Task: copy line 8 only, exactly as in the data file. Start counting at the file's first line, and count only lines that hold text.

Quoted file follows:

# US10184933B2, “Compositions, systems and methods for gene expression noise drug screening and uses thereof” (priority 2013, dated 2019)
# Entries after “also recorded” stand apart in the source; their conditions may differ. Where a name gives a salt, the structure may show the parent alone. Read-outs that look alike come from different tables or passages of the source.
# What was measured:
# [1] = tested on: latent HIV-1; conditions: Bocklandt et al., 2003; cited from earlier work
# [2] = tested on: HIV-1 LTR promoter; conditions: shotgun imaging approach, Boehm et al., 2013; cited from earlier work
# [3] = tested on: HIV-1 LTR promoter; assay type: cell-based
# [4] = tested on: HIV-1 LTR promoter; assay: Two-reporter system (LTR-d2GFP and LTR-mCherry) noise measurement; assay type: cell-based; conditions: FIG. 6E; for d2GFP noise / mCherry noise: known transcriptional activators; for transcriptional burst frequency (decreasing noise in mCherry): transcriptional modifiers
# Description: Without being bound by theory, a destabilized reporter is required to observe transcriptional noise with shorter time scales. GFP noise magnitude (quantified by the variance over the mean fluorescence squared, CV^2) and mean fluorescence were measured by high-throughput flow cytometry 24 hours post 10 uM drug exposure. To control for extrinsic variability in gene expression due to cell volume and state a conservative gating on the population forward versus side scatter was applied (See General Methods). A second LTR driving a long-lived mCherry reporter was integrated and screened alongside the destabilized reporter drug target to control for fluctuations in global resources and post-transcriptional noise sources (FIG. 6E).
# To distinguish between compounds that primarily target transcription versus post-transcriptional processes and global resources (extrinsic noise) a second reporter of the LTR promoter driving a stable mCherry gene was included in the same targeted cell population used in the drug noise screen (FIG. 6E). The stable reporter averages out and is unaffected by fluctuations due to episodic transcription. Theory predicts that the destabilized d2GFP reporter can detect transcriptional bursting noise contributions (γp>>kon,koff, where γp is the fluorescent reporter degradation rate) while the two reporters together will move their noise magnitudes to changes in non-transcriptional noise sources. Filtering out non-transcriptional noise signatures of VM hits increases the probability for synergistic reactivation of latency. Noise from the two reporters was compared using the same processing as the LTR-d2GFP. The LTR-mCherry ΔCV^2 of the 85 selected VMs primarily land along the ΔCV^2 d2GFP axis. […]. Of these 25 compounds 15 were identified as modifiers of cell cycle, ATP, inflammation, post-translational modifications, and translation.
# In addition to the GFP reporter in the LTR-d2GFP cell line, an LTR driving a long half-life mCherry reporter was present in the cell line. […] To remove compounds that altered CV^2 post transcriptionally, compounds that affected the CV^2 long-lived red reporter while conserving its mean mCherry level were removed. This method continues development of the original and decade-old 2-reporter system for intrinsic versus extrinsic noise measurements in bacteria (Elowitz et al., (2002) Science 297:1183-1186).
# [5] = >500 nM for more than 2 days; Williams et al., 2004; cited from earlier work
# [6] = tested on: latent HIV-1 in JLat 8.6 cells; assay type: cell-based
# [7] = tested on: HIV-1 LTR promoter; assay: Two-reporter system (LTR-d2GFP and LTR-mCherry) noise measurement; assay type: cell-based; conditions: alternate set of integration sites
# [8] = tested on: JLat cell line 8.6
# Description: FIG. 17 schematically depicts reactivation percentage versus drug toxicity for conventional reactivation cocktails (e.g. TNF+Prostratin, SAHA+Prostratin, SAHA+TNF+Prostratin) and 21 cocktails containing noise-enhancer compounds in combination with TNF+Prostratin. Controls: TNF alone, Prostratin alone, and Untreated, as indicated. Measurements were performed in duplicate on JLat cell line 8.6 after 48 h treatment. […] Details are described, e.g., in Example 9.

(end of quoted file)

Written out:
# Description: Without being bound by theory, a destabilized reporter is required to observe transcriptional noise with shorter time scales. GFP noise magnitude (quantified by the variance over the mean fluorescence squared, CV^2) and mean fluorescence were measured by high-throughput flow cytometry 24 hours post 10 uM drug exposure. To control for extrinsic variability in gene expression due to cell volume and state a conservative gating on the population forward versus side scatter was applied (See General Methods). A second LTR driving a long-lived mCherry reporter was integrated and screened alongside the destabilized reporter drug target to control for fluctuations in global resources and post-transcriptional noise sources (FIG. 6E).